The iconic Juliana Huxtable is an American artist, writer, performer, and musician. Exploring the intersections of race, gender, queerness, technology and identity, Huxtable uses a diverse set of means to engage these issues, including self-portraiture, text-based prints, performance, nightlife, music, writing, and social media. Huxtable does not privilege any method over another, and the lines between different forms of her work are often fluid. This approach aids Huxtable in her ongoing critiques of existing social norms and categorical distinctions while indicating alternate, more hopeful possibilities. Huxtable references her own body and history as a transgender African American woman as she challenges the socio-political and cultural forces that inform normative conceptions of gender and sexuality. Huxtable’s Art and Performance work has been featured at Roskilde Festival, Denmark (2018), ReWire Festival, Netherlands (2018), Park Avenue Armory, New York (2018), Reena Spauldings, Solo show, New York (2017), Project Native Informant, London UK, (2017) MoMA PS1, New York (2014); “Take Ecstasy with Me,” Whitney Museum of American Art, New York (2014); Frieze Projects, London (2014); and 2015 Triennial: Surround Audience, New Museum of Contemporary Art, New York (2015); among other venues. She lives and works in New York, where she is the founder and DJ for Shock Value. And part of House of Ladosha a nightlife collective run by artists, DJs, writers, and fashion icons.
Huxtable’s work is included in Art in the Age of the Internet, 1989 to Today on view at the University of Michigan Museum of Art from December 15, 2018 to April 7, 2019. Organized by the Institute of Contemporary Art, Boston, the exhibition examines the radical impact of internet culture on visual art since the invention of the web in 1989. This exhibition presents more than forty works across a variety of media—painting, performance, photography, sculpture, video, and web-based projects. It features work by some of the most important artists working today, including Judith Barry, Juliana Huxtable, Pierre Huyghe, Josh Kline, Laura Owens, Trevor Paglen, Seth Price, Cindy Sherman, Frances Stark, and Martine Syms.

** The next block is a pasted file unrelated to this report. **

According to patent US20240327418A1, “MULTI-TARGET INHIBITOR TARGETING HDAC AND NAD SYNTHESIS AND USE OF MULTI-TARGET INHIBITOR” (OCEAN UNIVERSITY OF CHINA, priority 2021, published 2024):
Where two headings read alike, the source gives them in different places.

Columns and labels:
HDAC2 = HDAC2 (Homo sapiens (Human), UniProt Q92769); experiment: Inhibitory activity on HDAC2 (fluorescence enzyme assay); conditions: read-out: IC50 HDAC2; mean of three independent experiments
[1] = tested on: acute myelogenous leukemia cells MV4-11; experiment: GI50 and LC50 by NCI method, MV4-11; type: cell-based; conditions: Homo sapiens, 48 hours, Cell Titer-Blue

Major funding for Ms. Huxtable’s residency was provided by The Faculty Alliance for Diversity at the University of Michigan School of Social Work.
Michigan Social Work gratefully acknowledges for their support, the Penny Stamps Distinguished Speaker Series, the University of Michigan Museum of Art, The Institute for Research on Woman and Gender, and The Spectrum Center.
Art in the Age of the Internet, 1989 to Today is organized by the Institute of Contemporary Art/Boston and curated by Eva Respini, Barbara Lee Chief Curator, with Jeffrey De Blois, Assistant Curator.
Major support is provided by The Andrew W. Mellon Foundation.
This project is supported in part by an award from the National Endowment for the Arts.
UMMA gratefully acknowledges the following donors for their generous support:
Lead Exhibition Sponsors:
Candy and Michael Barasch, University of Michigan Office of the Provost, Michigan Medicine, and the Michigan Council for Arts and Cultural Affairs
Individual and Family Foundation Donors:
William Susman and Emily Glasser; The Applebaum Family Compass Fund: Pamela Applebaum and Gaal Karp, Lisa Applebaum; P.J. and Julie Solit; Vicky and Ned Hurley; Ann and Mel Schaffer; Mark and Cecelia Vonderheide; and Jay Ptashek and Karen Elizaga
University of Michigan Funding Partners:
School of Information; College of Literature, Science, and the Arts; Institute for Research on Women and Gender; Institute for the Humanities; Department of History of Art; Taubman College of Architecture and Urban Planning; Department of American Culture; School of Education; Department of Film, Television, and Media; Digital Studies Program; and Department of Communication Studies
Photo: © Juri-Hiensch.